Good Evening!

Objects With Faces - Good Evening!

Submitted by: dunno source via Submit a Photo

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32 Responses to Good Evening!

  1. PhotoKat says:

    This was photoshopped. Been making the rounds for years.

    • S.C. says:

      I dunno, it looks legit to me. What makes you say it’s photoshopped?

    • C-Rock says:

      He can tell from some of the pixels, and from seeing quite a few photoshops in his time. Duh.

    • Spelling Nazi says:

      Like I said, I took that picture. It is totally legit.

    • PainSled says:

      Those the pixels around the bird doesn’t tell u that it’s photoshopped… It tells you that the .jpeg compression sucks asscream, I mean ass, if you don’t use adaptive compression.
      Don’t go scream wolf, when it’s just a sheep in wolf-clothes 😉

  2. Marzillius says:

    So… birds are inanimate objects, are they?

  3. SteveG says:

    You can tell it’s photo-shopped by the odd pixel distortions around the birds. That’s always the easy way to tell if something is shopped or not, just look for the distortions around the edges of the image that ‘makes’ the picture.

    • PsychoDad says:

      And that would be completely unrelated to the fact that these objects were actually in motion when photographed?

    • glen says:

      That is not always the case. In some instances, a legitimate image can appear to have been edited because you are seeing compression artifacts. These can appear at the edges of images due to the compression algorithm trying to guess at the best pixel arrangement/ratio. It will sometimes dump pixels it should have kept and vice-versaThat is not always the case. In some instances, a legitimate photograph can appear to have been edited because of compression artifacts. These can appear at the edges of parts of an image due to the compression algorithm trying to guess at the best pixel arrangement/ratio. It will sometimes dump pixels it should have kept and vice-versa. This is often the case along contrasting edges and colors leading some people to assume it was edited. Keep in mind, that digital photo editing software can do more than “rubber stamp” edits, but they are capable of color and contrast adjustments, sharpening and blurring, air brush techniques and so on. These adjustments also alter the pixels and may create misleading “clues” to those wanting to debunk a photo’s composition, even if the composition is as shot.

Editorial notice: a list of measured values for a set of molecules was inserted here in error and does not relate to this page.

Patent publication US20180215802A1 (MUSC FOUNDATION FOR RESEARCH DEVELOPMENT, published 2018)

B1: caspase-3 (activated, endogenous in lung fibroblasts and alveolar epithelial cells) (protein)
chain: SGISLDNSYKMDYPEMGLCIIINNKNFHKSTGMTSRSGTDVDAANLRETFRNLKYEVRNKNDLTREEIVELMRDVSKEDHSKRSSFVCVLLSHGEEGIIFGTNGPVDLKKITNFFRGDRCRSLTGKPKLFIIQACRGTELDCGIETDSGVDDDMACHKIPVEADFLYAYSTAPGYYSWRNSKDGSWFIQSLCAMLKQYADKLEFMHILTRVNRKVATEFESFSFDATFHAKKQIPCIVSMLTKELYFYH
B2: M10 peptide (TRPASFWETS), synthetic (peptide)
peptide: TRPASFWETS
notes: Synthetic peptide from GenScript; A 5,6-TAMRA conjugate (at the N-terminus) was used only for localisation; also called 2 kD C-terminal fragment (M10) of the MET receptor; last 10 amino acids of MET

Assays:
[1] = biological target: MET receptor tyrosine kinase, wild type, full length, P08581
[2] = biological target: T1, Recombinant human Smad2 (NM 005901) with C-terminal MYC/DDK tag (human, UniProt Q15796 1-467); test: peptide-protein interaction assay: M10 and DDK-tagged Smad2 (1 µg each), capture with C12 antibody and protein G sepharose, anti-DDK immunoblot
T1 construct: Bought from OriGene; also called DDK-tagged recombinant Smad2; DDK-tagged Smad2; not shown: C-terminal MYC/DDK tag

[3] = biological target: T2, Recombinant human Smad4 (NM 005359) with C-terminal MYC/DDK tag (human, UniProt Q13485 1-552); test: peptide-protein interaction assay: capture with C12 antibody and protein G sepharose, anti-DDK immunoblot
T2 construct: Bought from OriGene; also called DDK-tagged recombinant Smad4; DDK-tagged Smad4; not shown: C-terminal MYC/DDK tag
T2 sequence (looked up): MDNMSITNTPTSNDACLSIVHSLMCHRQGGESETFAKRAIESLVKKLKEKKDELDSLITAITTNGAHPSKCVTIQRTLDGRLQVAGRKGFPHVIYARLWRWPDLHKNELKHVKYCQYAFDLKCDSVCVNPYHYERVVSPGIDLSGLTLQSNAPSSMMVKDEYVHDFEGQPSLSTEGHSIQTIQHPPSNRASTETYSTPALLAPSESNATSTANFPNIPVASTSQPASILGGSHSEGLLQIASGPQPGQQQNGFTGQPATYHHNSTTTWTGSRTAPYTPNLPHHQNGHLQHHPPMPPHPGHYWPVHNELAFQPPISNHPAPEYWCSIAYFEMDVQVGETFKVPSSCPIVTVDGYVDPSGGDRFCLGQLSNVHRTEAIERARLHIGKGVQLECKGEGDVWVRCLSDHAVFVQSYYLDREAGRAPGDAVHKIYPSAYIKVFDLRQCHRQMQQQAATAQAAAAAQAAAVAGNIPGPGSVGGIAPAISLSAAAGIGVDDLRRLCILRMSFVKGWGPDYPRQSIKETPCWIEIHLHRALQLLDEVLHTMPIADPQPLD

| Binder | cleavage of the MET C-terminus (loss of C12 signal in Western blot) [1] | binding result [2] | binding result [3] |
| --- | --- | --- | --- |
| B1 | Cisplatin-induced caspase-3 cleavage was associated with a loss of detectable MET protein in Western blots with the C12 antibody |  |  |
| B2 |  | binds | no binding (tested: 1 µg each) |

Even though forensic image detection software is in development, there are some ways to check an image for a variety of digital enhancements and alterations. You can adjust the brightness and contrast of an image to see where drastic pixel changes occur. Check channels to look for inconsistencies (outside of normal channel differences. For example the blue channel is considered the “garbage” channel as it typically has more data than the other channels. Many edits are made to the red and green channels so as not to effect over-all color cast in the final composite output).

      As a professional graphic artist, I can create an altered image that would be difficult to detect, or adjust an original to make some one think it was doctored. I have also seen amazing photo-realistic images created in photoshop that you would swear was an un-doctored photograph. Bert Monroy (http://www.bertmonroy.com/) is one such master.

      So my point being that, sometimes you can not always judge as having been “shopped” – which BTW I think is such an ignorantly lazy “buzz” word. In all my years of working as a professional, I have only ever heard non-professionals use the term.

    • Dark-Wraith says: